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Let’s Get Moving
July 5, 2007
What if there was a drug that lowered insulin resistance and blood glucose, reduced pain, made you happier, raised your energy level, helped you sleep, improved bowel function, and promoted weight loss? Would you pay $1000 a month for it?
Well you can’t, because there is no such drug. The only thing that will give you all those benefits is physical activity. (We’re not going to use that nasty “e” word in this blog entry.) Activity doesn’t cost $1K; most of the time it doesn’t cost anything at all. Yet people don’t do it. Why not? More importantly, how can we get ourselves to start taking more of this wonder drug?
Most of us face serious barriers to physical activity. We may live in places where walking is dangerous or impossible. We may work jobs that leave us exhausted without making us move our bodies. Travel, work, school, religious worship, even most entertainment is done sitting down.
Some of us don’t particularly like to move. This may stem from a genetic tendency to conserve energy, and/or a long community history of working very hard and not having much to eat. Our society creates all kinds of excuses to avoid activity. Kids used to play basketball; now they play video basketball. Developers build suburbs without sidewalks or crosswalks, so you have to drive. Some office buildings lock stairways, forcing people to take elevators instead.
Make it fun. Do something you enjoy. It might be a sport, walking a dog, playing with children, splashing around in the water, or any movement you happen to like. How about dancing? That’s a great way to meet people, move your body, and have some fun. So what if you haven’t done it in years? It’s never too late.
If you walk, you can walk somewhere beautiful or interesting, like a park. Window-shopping or mall-walking can be a good way to move, kind of like going to a museum without an admission charge.
Make it social. Most people find it easier to move if they do it with other people. You can join a group or a gym or just recruit a friend, relative or neighbor to walk or work out with. Perhaps you could start a group at your church or your job. The family that plays together stays together!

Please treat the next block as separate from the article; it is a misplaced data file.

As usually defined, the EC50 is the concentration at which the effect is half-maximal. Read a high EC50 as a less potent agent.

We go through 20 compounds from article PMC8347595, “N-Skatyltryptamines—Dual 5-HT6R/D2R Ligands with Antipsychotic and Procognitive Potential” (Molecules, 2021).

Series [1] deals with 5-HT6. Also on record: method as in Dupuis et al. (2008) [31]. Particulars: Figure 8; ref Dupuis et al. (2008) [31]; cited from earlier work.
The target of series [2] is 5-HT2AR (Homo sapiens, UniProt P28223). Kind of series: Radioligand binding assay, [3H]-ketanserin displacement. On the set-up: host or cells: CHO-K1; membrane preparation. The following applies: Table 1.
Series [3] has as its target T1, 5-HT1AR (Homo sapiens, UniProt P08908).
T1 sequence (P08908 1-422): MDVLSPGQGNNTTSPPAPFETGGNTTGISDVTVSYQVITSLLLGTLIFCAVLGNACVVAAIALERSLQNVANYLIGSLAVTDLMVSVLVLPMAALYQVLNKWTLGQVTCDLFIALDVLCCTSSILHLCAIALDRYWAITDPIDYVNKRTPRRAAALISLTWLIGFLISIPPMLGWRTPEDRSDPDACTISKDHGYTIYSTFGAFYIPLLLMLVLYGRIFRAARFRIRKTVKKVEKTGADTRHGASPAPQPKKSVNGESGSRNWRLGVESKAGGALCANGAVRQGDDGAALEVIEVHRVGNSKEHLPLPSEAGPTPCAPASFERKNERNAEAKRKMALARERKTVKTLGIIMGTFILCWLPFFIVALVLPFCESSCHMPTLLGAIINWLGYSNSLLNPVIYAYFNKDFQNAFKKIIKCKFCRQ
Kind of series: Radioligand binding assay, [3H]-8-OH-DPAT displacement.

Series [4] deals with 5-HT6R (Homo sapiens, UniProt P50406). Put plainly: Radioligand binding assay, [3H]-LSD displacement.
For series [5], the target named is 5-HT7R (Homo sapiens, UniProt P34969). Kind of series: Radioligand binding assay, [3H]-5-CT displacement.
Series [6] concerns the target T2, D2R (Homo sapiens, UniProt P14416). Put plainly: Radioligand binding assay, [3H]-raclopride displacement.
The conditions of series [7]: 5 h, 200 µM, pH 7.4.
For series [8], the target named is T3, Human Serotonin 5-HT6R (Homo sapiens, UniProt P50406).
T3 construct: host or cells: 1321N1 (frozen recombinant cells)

Start slow and build up slowly. If you jump into too much action, too fast, you’ll wind up sore, tired, and fed up with the whole thing. Start slowly and build up slowly—baby steps will get you there quicker.
Make it convenient. If you have to drive 20 miles to the gym, you’re going to stay home most days. The best activities are the easiest: taking the stairs instead of the elevator, walking or running in the neighborhood, stretching before you get out of bed. Even housework can be a good way to get active.
Make it comfortable and safe. Get comfortable shoes for walking or dancing. If you’re riding a bike, you can buy wider seats if the one it came with is too narrow. (Learn more about different types of bike seats here.) Check your feet after walking or running to make sure there are no sores. Massage your feet with lotion and maybe take a nice bath or shower to reward yourself for working out.
Check your blood glucose—activity can lower it, sometimes too much. Check your blood glucose level before you start an activity and after so you don’t overdo it. Be aware that blood glucose levels can continue to drop for hours after exercise, as muscles rebuild their glucose supplies. If you take insulin or a sulfonylurea drug, you might need to talk with your doctor about reducing your dose. Carry glucose tablets or gel with you in case of emergencies.
Use your imagination and ask for advice and help. You’ll be amazed at how far you can go and how much better you can feel.
I’ve written a lot about these issues in my books The Art of Getting Well and Diabetes: Sugar-coated Crisis. You can see more on my Web site www.davidsperorn.com. Remember to share your comments, questions, and ideas below.
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